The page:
On the plus side, I came across zero multi-level marketing stalls.  Every vendor at the faire seemed to be an ACTUAL small business owner, not just a soccer mom shilling doTERRA or LuLaRoe.

If you're a cheapskate, you can forsake the desire to shop in lieu of people-watching.  Here's a fun game: take a shot every time you see:
  • a lady with EE boobs exploding from her corset.
  • someone on a Rascal scooter.
  • a neckbeard sporting Ye Olde Fedora and m'ladying at the lady with the EE boobs.
  • obvious Game of Thrones cosplay.
  • Deadpool.
  • stormtrooper.
  • furries.
  • old dude who might literally be a time traveler, with an impeccable costume and completely authentic weaponry.
  • pirates (bonus point if they are clearly Captain Jack Sparrow, have a mermaid with them, or are drunkenly hitting on uncostumed college girls).
  • steampunk shit.
  • fantasy creatures.  (Guys, NEVER existed, not even in 1600!)  Usually it's fairies for the gals and hobbits for the guys, and you'll see lots of pointy elf ears on all genders.  There seemed to be some confusion about whether we were in England, or Tamriel.  There were a lot of Khajiit who had wares, if I had coin.
  • gladiators.  I saw several Roman gladiators who appeared to be at the wrong festival.
It sounds like I'm being critical, but I'm not.  Except of the Stormtroopers.  Fuck off out of here with your space shit.  I don't go to Star Wars conventions dressed as a zombie or the scarecrow from Wizard of Oz; they are different fandoms, and seeing stormtroopers really breaks the illusion of the quaint English village I'm trying to enjoy.

I can get behind the Lord of the Rings and Elder Scrolls shit because those fantasies were inspired by medieval stuff and, ultimately, at a Renaissance faire, you are roleplaying a medieval fantasy.  So they make sense.  But seeing people dressed as Stormtroopers infuriates me.  Even the steampunkers and Dr. Who fans manage to blend in a little.  But Stormtroopers are a glaring mar on an otherwise perfect festival, in my opinion.  Imagine if you had some Legolas-dressed bozo at a sci-fi screeching "WHAT BLACK MAGIC IS THIS?" every time someone pulled out a stun gun.  Yeah.  Kinda breaks the illusion, makes things less enjoyable.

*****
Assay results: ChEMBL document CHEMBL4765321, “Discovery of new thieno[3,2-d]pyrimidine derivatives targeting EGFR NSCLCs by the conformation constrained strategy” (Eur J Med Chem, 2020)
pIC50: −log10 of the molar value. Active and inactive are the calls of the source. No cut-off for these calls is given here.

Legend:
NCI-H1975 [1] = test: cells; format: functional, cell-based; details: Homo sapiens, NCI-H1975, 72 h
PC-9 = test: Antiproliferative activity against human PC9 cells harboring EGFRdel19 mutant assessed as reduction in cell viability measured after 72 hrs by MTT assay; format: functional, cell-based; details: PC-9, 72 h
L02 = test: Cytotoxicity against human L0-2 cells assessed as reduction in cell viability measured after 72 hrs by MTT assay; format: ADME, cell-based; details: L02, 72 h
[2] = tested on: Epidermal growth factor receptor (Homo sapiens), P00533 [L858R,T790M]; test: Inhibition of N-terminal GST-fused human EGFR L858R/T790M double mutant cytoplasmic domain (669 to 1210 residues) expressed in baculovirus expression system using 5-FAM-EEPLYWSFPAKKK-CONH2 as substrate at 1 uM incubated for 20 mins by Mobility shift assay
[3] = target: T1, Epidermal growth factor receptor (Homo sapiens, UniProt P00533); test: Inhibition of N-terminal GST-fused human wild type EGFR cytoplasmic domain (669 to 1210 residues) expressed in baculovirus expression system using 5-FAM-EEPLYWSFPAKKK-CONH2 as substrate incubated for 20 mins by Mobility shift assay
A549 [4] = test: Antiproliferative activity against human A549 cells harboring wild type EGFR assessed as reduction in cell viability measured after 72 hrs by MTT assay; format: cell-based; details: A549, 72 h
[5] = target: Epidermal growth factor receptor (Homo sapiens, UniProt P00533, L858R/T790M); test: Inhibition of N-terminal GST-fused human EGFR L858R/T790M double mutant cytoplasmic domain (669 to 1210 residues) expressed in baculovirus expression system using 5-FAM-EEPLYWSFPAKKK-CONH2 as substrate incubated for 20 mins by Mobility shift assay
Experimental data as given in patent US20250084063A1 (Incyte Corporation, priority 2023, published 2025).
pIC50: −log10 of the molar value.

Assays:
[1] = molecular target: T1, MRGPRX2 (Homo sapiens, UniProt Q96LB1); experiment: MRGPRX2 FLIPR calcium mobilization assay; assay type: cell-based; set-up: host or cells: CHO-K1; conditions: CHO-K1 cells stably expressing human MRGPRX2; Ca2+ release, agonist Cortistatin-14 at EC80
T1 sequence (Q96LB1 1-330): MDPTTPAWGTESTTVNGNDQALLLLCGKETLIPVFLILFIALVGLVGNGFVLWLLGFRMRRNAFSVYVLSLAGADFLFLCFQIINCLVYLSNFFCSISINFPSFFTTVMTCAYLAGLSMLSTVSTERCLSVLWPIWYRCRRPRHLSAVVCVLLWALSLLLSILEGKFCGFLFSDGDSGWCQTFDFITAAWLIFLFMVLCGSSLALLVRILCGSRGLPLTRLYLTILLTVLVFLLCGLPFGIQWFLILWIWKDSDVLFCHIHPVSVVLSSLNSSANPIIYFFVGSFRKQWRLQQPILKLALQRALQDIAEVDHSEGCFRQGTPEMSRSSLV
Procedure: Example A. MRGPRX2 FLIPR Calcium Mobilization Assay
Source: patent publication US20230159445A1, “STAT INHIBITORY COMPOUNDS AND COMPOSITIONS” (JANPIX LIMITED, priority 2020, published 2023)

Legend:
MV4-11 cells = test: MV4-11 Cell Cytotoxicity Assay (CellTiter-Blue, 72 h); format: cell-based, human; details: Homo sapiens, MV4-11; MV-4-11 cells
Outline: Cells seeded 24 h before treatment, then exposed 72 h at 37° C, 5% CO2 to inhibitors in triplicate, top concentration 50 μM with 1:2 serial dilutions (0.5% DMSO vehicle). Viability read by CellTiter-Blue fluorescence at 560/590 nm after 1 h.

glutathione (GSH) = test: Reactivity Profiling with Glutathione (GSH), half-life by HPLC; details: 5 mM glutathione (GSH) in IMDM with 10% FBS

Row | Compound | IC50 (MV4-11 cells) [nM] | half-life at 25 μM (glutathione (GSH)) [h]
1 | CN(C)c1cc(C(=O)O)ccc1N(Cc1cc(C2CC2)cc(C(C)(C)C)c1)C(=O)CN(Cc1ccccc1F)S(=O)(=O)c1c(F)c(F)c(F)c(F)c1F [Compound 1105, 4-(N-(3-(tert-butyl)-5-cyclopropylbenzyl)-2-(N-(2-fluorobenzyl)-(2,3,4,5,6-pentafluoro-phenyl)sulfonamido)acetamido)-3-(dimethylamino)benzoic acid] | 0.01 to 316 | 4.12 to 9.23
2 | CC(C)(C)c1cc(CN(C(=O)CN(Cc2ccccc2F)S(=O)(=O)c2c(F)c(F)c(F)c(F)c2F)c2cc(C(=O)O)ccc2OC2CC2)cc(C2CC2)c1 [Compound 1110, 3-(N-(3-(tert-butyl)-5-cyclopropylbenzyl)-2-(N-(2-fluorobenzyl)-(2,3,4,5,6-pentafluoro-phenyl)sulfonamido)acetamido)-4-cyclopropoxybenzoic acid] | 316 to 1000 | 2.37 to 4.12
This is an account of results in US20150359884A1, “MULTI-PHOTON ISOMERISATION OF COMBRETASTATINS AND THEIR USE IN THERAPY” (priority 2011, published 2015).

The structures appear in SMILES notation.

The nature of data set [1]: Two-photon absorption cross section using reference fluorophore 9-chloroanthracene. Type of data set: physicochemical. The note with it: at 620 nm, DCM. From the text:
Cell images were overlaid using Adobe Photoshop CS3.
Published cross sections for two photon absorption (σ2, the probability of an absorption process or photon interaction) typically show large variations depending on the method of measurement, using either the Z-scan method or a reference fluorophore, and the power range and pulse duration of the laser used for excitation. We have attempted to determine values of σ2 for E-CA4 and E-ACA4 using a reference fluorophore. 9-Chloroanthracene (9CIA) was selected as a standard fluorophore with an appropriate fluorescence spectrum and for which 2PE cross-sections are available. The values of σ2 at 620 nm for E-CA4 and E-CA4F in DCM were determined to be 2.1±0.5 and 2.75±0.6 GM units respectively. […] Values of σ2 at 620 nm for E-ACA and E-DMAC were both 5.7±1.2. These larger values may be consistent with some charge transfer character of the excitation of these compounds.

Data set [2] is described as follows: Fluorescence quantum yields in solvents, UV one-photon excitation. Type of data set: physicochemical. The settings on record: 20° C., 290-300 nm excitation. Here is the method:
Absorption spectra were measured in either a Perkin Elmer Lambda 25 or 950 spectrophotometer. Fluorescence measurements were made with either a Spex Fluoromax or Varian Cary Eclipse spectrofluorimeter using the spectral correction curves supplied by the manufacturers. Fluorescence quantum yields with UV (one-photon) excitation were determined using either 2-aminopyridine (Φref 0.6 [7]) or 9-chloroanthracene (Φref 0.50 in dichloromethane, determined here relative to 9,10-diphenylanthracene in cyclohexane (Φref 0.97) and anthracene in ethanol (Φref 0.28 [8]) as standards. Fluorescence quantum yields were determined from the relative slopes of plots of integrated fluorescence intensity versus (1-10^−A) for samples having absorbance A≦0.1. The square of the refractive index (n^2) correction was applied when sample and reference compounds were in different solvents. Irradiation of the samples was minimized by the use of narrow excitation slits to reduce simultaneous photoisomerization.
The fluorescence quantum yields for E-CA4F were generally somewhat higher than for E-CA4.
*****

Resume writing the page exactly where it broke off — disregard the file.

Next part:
Speaking of enjoying, the best bang-for-your-buck is 100% the petting zoo.  Six dollars and you can touch so many animals.  Yay!

 The pig squealed when I hugged it.
Ye loude porker doth refuseth my hugs.  :(

I bumped into four or five friends at the faire which just goes to show how ubiquitous the faire is, or maybe just how nerdy all my friends are.

One group I met up with at the beginning, which had started at eight strong, had dwindled to two: two were in a med tent thanks to too much alcohol, two had been thrown out, and two were MIA.  This should give you some idea of the level of drinking that occurs at the the faire.

A lot.

Anyways, in summary, it's totally worth the $30, but expect to pay more for drinks, food, and souvenirs.  And leave your Stormtrooper costume at home.

There's no such thing as lightsaber jousting, although, having said it, 
I realize that I have a mighty need for such a thing to exist.